Deadhead Now! (Or Don’t)
Kristin Schleiter is the NYBG’s Associate Vice President of Outdoor Gardens and Senior Curator. She oversees the wonderful gardening team that keeps our flowering gardens looking top notch, curates the herbaceous gardens and collections, and manages the curator of woody plants. She lives and gardens in Fairfield, CT.
Deadheading or removing spent flowers is an important task in the late summer garden. Simply follow the stem under a spent flower down to the larger stem it branches off from and clip it off. Deadheading has several benefits, the most obvious being that it can make your garden look neater. Removing the spent flowers can also push side buds to break, yielding a thicker and lusher plant. Removing the spent flowers and thus the potential seed from the plant can make many plants continue to bloom in an effort to create seed and to propagate themselves. Of course, the extra benefit of removing seed is that you are also removing all the work you would have to do weeding out unwanted seedlings!
Some perennials that can be very heavy seeders are garden phlox (Phlox paniculata), hosta, columbine, many of the different decorative onions (Allium) and black-eyed Susan (there are lots of different Rudbeckia and most are heavy seeders if the conditions are right). Sometimes, as with the Rudbeckia, there is a trade off. You can remove the seeds to be sure of less work or you can leave them and enjoy the goldfinches that will sit on the seed heads and have a lovely lunch. Many seedheads can also look lovely into the winter, providing architecture in your garden long after the blossoms have faded. Of course, letting plants seed on their own can be a wonderful way to increase the size of your garden without spending any money!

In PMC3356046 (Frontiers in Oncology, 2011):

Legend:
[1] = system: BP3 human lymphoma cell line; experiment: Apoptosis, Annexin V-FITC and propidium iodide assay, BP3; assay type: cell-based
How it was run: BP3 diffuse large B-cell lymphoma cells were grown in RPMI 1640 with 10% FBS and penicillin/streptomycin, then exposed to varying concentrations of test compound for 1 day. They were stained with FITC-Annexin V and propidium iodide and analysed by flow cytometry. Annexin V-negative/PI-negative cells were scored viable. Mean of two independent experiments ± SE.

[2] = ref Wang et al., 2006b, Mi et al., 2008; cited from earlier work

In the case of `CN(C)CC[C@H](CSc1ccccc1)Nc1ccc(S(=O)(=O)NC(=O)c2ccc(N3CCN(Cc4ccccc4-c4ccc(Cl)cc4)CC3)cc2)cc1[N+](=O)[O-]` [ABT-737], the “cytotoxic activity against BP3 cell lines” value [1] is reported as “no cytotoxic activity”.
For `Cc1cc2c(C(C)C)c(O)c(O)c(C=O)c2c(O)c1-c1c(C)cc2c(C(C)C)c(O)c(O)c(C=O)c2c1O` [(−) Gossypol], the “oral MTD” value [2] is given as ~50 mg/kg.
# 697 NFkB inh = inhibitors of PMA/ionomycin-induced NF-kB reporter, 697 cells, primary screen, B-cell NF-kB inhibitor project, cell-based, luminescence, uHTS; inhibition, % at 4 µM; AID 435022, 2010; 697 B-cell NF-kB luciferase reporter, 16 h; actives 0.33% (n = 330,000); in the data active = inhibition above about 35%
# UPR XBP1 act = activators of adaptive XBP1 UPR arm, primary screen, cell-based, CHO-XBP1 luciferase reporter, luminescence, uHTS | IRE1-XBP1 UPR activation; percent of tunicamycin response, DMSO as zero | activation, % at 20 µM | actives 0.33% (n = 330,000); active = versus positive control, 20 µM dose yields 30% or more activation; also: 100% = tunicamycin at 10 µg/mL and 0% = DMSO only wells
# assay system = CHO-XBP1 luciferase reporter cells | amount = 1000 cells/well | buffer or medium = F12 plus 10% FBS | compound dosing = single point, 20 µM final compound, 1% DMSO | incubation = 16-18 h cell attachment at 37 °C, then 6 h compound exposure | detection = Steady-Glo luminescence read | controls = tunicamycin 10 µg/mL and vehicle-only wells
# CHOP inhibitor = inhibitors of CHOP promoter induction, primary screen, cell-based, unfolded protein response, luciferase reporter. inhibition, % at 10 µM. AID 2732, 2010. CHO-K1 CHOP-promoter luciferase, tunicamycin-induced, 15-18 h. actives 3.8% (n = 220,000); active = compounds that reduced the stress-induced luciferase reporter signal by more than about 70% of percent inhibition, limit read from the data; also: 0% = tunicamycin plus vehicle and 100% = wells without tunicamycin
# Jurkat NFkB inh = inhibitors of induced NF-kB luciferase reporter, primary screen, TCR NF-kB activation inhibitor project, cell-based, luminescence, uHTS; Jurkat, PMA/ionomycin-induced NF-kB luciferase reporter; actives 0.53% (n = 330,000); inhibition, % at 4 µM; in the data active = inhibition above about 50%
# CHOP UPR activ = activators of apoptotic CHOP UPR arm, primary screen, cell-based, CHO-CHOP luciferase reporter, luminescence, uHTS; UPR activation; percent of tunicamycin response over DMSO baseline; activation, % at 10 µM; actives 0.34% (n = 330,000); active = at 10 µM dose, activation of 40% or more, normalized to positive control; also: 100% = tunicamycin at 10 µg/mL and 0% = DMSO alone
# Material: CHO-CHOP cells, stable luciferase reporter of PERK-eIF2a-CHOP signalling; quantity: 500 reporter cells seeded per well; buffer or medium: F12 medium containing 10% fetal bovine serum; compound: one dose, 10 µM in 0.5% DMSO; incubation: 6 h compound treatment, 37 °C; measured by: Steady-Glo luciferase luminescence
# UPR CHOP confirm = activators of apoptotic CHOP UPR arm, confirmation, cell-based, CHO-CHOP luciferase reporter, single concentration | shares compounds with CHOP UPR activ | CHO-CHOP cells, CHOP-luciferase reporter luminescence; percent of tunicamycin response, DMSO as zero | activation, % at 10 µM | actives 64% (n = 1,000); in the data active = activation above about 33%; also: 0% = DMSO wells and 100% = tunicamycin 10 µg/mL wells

Some annuals that seed around are pansies, flowering tobaccos, Verbena bonariensis, and cleome. I always enjoy free plants and these guys have a knack for seeding themselves into incredibly charming places. Just keep an eye out for seedlings and edit them if they are in the way or crowding other plants.
Gardening is an art and deciding whether to deadhead or leave seedheads in place definitely helps to set the style of your garden. There is no wrong or right—just what you prefer.